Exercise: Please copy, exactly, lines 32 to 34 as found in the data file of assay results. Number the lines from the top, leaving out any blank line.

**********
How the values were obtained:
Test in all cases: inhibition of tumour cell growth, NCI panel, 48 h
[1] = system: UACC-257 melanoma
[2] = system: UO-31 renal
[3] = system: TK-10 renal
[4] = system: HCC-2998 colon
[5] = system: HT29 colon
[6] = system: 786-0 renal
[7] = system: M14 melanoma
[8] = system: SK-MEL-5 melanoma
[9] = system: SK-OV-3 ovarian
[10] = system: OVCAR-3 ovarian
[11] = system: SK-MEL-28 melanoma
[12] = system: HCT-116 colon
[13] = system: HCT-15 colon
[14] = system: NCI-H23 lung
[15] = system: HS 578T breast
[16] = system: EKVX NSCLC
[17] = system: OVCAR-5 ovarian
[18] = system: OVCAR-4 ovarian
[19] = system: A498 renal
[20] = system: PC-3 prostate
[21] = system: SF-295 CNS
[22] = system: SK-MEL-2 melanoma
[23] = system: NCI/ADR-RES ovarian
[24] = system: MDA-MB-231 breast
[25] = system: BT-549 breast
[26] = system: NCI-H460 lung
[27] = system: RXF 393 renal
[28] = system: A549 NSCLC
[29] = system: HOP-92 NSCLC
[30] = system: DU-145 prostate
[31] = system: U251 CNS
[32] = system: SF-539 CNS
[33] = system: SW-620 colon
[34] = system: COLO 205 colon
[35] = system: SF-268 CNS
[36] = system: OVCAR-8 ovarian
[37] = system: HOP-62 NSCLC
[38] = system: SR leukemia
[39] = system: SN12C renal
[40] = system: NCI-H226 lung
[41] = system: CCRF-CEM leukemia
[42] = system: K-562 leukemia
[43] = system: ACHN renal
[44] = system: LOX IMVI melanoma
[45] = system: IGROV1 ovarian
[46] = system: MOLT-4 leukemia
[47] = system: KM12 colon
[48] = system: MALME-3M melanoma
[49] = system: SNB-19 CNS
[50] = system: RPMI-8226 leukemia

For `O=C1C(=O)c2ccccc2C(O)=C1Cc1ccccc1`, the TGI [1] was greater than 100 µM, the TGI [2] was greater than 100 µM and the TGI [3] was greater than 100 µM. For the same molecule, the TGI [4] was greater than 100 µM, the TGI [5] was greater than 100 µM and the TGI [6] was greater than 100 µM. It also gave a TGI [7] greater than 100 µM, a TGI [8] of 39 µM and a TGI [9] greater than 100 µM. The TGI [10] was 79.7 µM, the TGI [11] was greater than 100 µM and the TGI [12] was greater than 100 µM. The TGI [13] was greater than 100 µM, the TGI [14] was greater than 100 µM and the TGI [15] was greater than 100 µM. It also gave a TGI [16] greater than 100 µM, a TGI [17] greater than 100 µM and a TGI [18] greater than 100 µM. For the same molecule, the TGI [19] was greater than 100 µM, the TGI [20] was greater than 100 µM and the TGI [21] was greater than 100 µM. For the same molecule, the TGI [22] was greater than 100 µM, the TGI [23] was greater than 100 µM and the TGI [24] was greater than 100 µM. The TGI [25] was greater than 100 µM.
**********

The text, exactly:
[30] = system: DU-145 prostate
[31] = system: U251 CNS
[32] = system: SF-539 CNS